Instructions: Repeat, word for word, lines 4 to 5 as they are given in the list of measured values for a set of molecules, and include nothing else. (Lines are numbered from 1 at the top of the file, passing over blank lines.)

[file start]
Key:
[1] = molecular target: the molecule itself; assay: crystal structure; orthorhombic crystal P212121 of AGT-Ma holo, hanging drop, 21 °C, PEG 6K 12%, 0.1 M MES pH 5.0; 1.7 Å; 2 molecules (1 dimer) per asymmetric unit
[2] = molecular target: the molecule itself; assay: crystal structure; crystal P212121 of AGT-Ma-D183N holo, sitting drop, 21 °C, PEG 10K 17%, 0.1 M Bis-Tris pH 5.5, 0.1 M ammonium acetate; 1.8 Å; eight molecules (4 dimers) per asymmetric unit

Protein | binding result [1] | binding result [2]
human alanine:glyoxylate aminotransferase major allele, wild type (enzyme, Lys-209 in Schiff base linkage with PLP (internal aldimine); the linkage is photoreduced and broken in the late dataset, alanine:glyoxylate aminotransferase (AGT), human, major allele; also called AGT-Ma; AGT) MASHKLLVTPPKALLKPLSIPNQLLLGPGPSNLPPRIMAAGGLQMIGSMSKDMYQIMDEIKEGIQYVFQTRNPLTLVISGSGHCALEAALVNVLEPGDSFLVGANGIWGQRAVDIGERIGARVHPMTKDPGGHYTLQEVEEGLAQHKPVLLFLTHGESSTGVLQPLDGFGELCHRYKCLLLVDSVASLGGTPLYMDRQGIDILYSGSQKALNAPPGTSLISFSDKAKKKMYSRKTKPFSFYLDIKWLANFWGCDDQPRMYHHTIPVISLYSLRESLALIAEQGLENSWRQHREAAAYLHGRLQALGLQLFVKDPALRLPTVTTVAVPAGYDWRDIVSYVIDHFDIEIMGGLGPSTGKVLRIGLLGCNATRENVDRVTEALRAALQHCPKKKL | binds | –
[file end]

Protein | binding result [1] | binding result [2]
human alanine:glyoxylate aminotransferase major allele, wild type (enzyme, Lys-209 in Schiff base linkage with PLP (internal aldimine); the linkage is photoreduced and broken in the late dataset, alanine:glyoxylate aminotransferase (AGT), human, major allele; also called AGT-Ma; AGT) MASHKLLVTPPKALLKPLSIPNQLLLGPGPSNLPPRIMAAGGLQMIGSMSKDMYQIMDEIKEGIQYVFQTRNPLTLVISGSGHCALEAALVNVLEPGDSFLVGANGIWGQRAVDIGERIGARVHPMTKDPGGHYTLQEVEEGLAQHKPVLLFLTHGESSTGVLQPLDGFGELCHRYKCLLLVDSVASLGGTPLYMDRQGIDILYSGSQKALNAPPGTSLISFSDKAKKKMYSRKTKPFSFYLDIKWLANFWGCDDQPRMYHHTIPVISLYSLRESLALIAEQGLENSWRQHREAAAYLHGRLQALGLQLFVKDPALRLPTVTTVAVPAGYDWRDIVSYVIDHFDIEIMGGLGPSTGKVLRIGLLGCNATRENVDRVTEALRAALQHCPKKKL | binds | –